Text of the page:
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Car show planned to raise funds for monument to four young firefighters killed in 1954 Jenkins Mountain fire

BY ROZELLA HARDIN
Editorial Director
rozella.hardin@elizabethton.com
In February 1954 four Carter County teens — Kenneth Pierce, Bobby Simerly, Jerry Woods, and Herman Carden — were killed in a fire on Jenkins Mountain. They went to fight flames caused by a man burning a sage grass field behind his house. The man lost control of the fire and it quickly spread.
The fire in which the young men died occurred Feb. 27, 1954, when a strong wind pushed the fire upslope and the fire crowned. The firefighters were caught on the slope above the fire and were overrun. Simerly was 15 years old and Pierce, Woods, and Carden were 19 years old. The four had been recruited by young Simerly’s father, Will Simerly, to fight the fire.
In 2020 Kenneth Howard Nave, a Siam resident, suggested a local memorial be built for the four young men who perished in the fire — Kenneth Pierce, Bobby Simerly, Jerry Woods, and Herman Carden. Sometime after that Sen. Rusty Crowe introduced a resolution in the Tennessee State Senate commending Nave for his efforts to honor the memories of the four young men, who perished in the Jenkins Mountain fire.
Now, a 14-year-old Boy Scout, Seth Whitehead, as part of his Eagle Scout project, has undertaken an assignment which will raise funds to purchase a memorial for the four young men who perished in the fire. “Nothing currently exists for these brave young men who died protecting a community. The memorial will be a group of stone monuments located at the Hampton-Valley Forge Fire Department, which has a perfect view of Jenkins Mountain, where the tragedy took place. The monument will honor the bravery and valor of all four of these fallen heroes,” Whitehead wrote.
To raise funds for the project a car show will be held Saturday from 10 a.m. to 3 p.m. at the Stateline Drive-In Theater. Vehicles will register the day of the show beginning at 9 a.m. and must be registered by noon to be judged. The first 80 vehicles to register will receive a custom dash plaque. A number of trophies and door prizes will be given at the show.
Whitehead said all makes and models are welcome and can register for a cash donation. The public is invited free of charge.
Whitehead’s plans call for two stone monuments, four smaller footstones, and one informational stone. The first will be a stone bench engraved with the names and ages of the fallen firefighters in addition to the name and date of the fire. The monument will also have the logos of Boy Scouts of America, TN Division of Forestry, and the Hampton-Valley Forge Volunteer Fire Department along with the words engraved “Seth Whitehead’s Eagle Scout Project, (date), Troop 516, Elizabethton, TN.”
The second monument will be placed approximately three to five feet in front of the bench and will be a slated stone monument with an outline picture of Jenkins Mountain. An arrow will mark the spot where the tragedy took place. A Bible verse from Isa. 6:8: “Also I heard the voice of the Lord saying, Whom shall I send, and who will go for us? Then said I, Here am I; send me.” will be engraved in honor of the four young men who went that day to protect our community.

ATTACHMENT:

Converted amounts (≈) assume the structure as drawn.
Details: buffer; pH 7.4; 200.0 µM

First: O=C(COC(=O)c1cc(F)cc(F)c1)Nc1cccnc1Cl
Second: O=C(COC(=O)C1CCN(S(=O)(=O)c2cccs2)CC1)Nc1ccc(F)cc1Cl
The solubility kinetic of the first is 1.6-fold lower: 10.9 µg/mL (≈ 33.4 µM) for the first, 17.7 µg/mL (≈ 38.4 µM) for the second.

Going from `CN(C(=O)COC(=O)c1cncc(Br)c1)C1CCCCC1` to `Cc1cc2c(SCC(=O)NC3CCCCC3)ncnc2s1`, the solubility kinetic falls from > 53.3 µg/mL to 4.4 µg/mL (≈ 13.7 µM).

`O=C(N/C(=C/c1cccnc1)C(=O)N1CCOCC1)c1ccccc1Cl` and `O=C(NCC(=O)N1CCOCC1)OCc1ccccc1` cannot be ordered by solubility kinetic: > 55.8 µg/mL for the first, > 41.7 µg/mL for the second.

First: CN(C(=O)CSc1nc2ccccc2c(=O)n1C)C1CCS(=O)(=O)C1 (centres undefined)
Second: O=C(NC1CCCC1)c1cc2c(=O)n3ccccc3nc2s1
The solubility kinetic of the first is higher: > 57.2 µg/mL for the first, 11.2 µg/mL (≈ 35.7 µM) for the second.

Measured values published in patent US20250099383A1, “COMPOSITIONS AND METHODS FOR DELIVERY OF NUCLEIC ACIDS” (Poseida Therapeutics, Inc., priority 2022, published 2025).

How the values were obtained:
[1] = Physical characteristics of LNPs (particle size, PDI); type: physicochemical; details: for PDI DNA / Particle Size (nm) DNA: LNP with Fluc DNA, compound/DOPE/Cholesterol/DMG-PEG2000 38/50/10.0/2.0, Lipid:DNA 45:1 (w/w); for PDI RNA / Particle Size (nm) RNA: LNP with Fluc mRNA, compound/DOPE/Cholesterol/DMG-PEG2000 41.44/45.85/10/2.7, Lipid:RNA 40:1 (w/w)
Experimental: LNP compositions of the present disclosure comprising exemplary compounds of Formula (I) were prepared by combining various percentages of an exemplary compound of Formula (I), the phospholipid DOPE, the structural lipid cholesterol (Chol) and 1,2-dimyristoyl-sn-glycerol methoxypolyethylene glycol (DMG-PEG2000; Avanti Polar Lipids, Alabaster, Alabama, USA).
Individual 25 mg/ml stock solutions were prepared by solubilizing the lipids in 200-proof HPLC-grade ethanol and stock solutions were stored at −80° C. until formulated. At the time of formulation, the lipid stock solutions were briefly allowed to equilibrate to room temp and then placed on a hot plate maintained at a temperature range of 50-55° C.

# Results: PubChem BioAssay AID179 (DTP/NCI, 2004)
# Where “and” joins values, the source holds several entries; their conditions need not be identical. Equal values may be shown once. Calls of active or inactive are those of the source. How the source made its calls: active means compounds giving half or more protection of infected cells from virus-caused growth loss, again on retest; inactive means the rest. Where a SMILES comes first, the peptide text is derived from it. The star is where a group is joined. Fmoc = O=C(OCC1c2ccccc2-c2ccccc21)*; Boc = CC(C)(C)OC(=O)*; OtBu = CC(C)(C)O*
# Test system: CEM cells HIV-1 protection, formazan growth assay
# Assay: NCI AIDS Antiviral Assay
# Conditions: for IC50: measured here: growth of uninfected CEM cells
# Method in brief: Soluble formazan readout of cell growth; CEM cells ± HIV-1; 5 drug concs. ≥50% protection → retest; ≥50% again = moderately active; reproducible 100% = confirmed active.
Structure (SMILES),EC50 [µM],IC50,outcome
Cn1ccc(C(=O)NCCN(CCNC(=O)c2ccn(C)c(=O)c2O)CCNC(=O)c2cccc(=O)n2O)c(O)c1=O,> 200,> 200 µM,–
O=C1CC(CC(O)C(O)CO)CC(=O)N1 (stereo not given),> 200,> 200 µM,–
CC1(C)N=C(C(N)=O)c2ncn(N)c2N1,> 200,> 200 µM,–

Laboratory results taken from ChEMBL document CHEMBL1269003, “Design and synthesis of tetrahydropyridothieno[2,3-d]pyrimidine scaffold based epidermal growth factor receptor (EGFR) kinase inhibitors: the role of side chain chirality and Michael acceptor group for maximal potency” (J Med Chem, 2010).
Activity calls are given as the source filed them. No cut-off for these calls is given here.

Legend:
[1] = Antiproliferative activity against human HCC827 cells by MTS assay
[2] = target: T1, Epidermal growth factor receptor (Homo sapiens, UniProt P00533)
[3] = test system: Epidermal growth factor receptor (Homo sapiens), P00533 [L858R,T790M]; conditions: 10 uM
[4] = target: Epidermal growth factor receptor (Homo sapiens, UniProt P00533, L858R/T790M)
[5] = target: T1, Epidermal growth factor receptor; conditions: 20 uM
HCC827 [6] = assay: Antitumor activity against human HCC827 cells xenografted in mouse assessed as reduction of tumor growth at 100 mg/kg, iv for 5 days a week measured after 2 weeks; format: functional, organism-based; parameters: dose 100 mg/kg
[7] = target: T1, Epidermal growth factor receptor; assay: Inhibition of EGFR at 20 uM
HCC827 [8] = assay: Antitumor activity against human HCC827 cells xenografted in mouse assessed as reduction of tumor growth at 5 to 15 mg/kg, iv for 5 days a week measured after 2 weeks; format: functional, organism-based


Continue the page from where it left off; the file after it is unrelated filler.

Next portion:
The four footstones with the names of each firefighter will be placed directly in front of the slanted stone monument along with an information stone about the fire.
Young Whitehead said 100 percent of all money raised will go to fund the Eagle Scout project, which will include the stone memorials and building a large landscape area at the Hampton-Valley Forge Fire Department where the memorials will be placed. “This is an expensive project, but if any money is left when the project is completed, it will be donated to the fire department as they continue to protect our community,” Whitehead said.
Whitehead’s father is Capt. Greg Whitehead, a fire investigator with the Tennessee Division of Forestry.
Young Seth Whitehead’s scouting career began as a cub scout in elementary school. He went through the cub scout ranks and then joined the Boy Scouts. He is now a Life Scout in Troop 516 in Elizabethton, under the direction of scoutmaster Ricki Dykes.
Whitehead recently graduated from T.A. Dugger Junior High School and will be a freshman at Elizabethton High School this fall.
All four boys, who perished in the fire, lived in the Siam community. The funerals for Woods and Carden were held the following Monday at the Siam Baptist Church; Pearce’s funeral was also held at Siam Baptist. Simerly’s funeral was held at Rittertown Baptist Church.
Many still remember that tragic Saturday and the days in early March that followed.
Fred Bowers, a retired photographer, told this reporter that he was just a teenager and was at the STAR with Gordon Ward, his mentor. “I asked to see the picture,” Bowers said. “He told me, ‘you don’t want to see them.’ I said, “yes, I do.’”
“I remember there was nothing there but their wallets and belts,” Bowers said.
Some of the young men and women who served as pallbearers and flowerbearers at the four young men’s funerals are still alive today.
According to an Elizabethton STAR article, the 1954 fire was termed a “crown fire” with the fire sweeping through the treetops. The fire overtook the four young men as they fled from a fire line they were manning in an effort to halt the blaze near the top of the rugged peak on the Hampton side of Jenkins Mountain. The newspaper account of the first on Feb. 28, 1954, said the four were trapped by a sudden, shifting wind that swept flames into a narrow hollow high on the mountain overlooking Hampton.